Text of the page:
Pressure builds on Senate group to unveil immigration reform specifics

A bipartisan Senate group working on immigration reform plans to set a timeline for unveiling legislation, as it feels subtle pressure from the chairman of the Judiciary Committee to act.

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Sen. John McCainJohn McCainKerry: US 'on the verge' of suspending talks with Russia on Syria Trump, Clinton to headline Al Smith dinner Overnight Defense: Congress overrides Obama 9/11 veto | Pentagon breathes easy after funding deal | More troops heading to Iraq MORE (R-Ariz.), a lead negotiator of the ad hoc group on immigration reform, says he and his colleagues realize the clock is ticking. They hope to soon have a timeline for unveiling legislation.

“We know time is of the essence. Sometime in the next few weeks we will have a definite timeline. We got a couple of very big issues to resolve,” McCain told The Hill.

A Democratic source familiar with the talks said the group may unveil the bill itself before the end of the month.

Either way, time is running short. Sen. Charles SchumerCharles SchumerElection-year politics: Senate Dems shun GOP vulnerables Democrats press Wells Fargo CEO for more answers on scandal 78 lawmakers vote to sustain Obama veto MORE (D-N.Y.), McCain’s negotiating partner, said he expected to have a bipartisan bill sometime in March. There are only three weeks left until Congress leaves for a two-week Easter recess on March 22.

Lawmakers and groups advocating for reform say McCain, Schumer and their partners, Sens. Marco RubioMarco RubioOvernight Finance: Lawmakers float criminal charges for Wells Fargo chief | Scrutiny on Trump's Cuba dealings | Ryan warns of recession if no tax reform The Trail 2016: Just a little kick Opposition to Obama's radical disarmament agenda has proven effective MORE (R-Fla.), Lindsey GrahamLindsey GrahamKerry: US 'on the verge' of suspending talks with Russia on Syria GOP leaders express reservations a day after 9/11 veto override McConnell opens door to changing 9/11 bill MORE (R-S.C.), Dick DurbinDick DurbinDems gain upper hand on budget McConnell: Senate could drop flood money from spending bill Funding bill rejected as shutdown nears MORE (D-Ill.), Jeff FlakeJeff FlakeOvernight Finance: Lawmakers float criminal charges for Wells Fargo chief | Scrutiny on Trump's Cuba dealings | Ryan warns of recession if no tax reform GOP senators press Treasury to withdraw estate tax proposal Obama defeat is Schumer victory MORE (R-Ariz.) and Michael BennetMichael BennetEconomists have a message: Clinton's policies are wrong for America Senate rivals gear up for debates Grassley pulling away from Dem challenger MORE (D-Colo.), need to show substantial progress before the end of the month.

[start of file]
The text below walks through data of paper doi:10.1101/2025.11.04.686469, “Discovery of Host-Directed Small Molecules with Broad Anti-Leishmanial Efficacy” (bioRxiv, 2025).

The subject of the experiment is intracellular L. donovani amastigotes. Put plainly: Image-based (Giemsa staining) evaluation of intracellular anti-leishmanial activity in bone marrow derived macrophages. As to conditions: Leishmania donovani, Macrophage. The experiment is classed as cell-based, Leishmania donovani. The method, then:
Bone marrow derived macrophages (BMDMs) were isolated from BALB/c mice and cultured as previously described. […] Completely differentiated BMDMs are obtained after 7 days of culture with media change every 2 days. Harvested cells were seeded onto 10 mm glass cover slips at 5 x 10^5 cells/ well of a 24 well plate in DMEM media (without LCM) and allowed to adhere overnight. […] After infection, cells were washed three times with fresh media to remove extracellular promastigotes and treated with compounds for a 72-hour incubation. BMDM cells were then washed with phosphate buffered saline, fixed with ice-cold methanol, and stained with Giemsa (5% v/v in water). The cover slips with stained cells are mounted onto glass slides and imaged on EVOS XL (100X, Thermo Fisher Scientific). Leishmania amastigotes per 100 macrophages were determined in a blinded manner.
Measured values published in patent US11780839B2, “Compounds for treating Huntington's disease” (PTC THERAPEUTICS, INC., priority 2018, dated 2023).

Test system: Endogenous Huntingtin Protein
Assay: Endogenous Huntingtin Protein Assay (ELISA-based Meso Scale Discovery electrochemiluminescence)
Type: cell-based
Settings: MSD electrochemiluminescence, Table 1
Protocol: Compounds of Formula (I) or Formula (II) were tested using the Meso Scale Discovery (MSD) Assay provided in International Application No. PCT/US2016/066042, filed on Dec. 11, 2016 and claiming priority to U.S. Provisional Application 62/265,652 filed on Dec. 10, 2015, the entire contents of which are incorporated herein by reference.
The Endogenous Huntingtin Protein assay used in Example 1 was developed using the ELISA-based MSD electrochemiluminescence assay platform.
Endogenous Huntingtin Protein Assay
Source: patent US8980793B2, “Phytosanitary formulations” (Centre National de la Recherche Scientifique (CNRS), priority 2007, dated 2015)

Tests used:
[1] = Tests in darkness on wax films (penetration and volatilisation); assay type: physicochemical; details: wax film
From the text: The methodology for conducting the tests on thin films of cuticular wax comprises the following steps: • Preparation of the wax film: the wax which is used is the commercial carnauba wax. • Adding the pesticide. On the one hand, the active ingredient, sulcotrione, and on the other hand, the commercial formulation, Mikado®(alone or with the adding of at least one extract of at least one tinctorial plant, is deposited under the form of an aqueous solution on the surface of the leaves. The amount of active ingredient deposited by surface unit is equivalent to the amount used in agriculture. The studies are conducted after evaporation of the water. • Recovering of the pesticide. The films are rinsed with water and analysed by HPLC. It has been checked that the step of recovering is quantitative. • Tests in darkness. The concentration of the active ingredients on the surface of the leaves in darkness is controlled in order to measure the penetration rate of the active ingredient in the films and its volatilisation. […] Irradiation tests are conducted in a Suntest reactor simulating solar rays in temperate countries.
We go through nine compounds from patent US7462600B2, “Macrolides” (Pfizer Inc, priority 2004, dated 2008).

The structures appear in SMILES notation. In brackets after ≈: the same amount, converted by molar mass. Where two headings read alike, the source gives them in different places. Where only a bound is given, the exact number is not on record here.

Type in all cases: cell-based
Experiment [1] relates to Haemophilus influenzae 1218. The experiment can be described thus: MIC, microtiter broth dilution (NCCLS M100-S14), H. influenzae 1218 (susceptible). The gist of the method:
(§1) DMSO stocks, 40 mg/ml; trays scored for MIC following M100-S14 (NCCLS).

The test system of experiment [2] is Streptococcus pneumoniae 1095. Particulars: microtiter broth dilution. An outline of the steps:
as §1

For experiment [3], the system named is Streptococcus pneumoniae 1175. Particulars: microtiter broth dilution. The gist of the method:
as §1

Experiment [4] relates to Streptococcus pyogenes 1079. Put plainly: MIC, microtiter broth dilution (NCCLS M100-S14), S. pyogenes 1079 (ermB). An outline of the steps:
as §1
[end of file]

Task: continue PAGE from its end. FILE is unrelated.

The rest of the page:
Senate Judiciary Committee Chairman Pat Leahy (D-Vt.) has turned over authorship of immigration reform to the group but his patience is limited. He is eager to move shortly after the committee marks up a series of gun-violence bills this month.

Leahy put pressure on Schumer and Sen. Tom CoburnTom CoburnRyan calls out GOP in anti-poverty fight The Trail 2016: Words matter Ex-Sen. Coburn: I won’t challenge Trump, I’ll vote for him MORE (R-Okla.) to speed up their talks over expanding background checks for private gun sales when he scheduled a legislative markup this past week. The chairman delayed the session to give Schumer more time but the message was clear: time is in short supply.

The same is true of immigration reform.

“I think April is probably the markup month they’re looking at and then to the floor in either May or June,” said Angela Kelley, vice president for immigration policy at the Center for American Progress.

Kelley said Leahy wants to see real progress from Schumer, McCain and Rubio before the recess.

“Leahy’s really committed to getting this done and he’s going to watch it carefully and he’s going to want to keep measuring progress. You may not get the final grade but you’ll get an interim report before the recess. I would expect they’re going to want to see real progress,” she said.

“I don’t think his patience will be endless,” a Democratic aide said of Leahy.

One of the biggest challenges in the immigration negotiations is how to handle future flows of immigrant workers. Controversy over a guest-worker program derailed comprehensive reform when the Senate last debated it in 2007.

“I think the problem for immigration reform will be about future flow, access to future labor,” said Graham. “The reason you have 11 million illegal workers is that lot of employers can’t find labor, so we got to address that.”

Republicans have forgiven President Obama for a draft White House immigration proposal that leaked to the media last month. Republican lawmakers said at the time the draft could undermine Senate talks.

But the touchy subject did not even come up for discussion at a recent meeting between Obama, McCain and Graham.

“The discussion we had was on a higher level,” McCain said.

“No apologies were needed,” Graham said of the president. “He was very candid and sincere about wanting to lend the weight of his office to the cause. That was very encouraging to me. The president was really in a problem-solving mode.”

Some Republicans have questioned whether Obama is pushing reform legislation in good faith.

“I don’t believe President Obama wants an immigration bill to pass, instead I think he wants a political issue,” Sen. Ted CruzTed CruzFour states sue to stop internet transition House approves stopgap funding, averting costly shutdown Overnight Tech: TV box plan faces crucial vote | Trump transition team to meet tech groups | Growing scrutiny of Yahoo security MORE (R-Texas) said last month. “His objective is to push so much on the table that he forces Republicans walk away from the table because then he wants to use that issue in 2014 and 2016 as a divisive wedge issue.”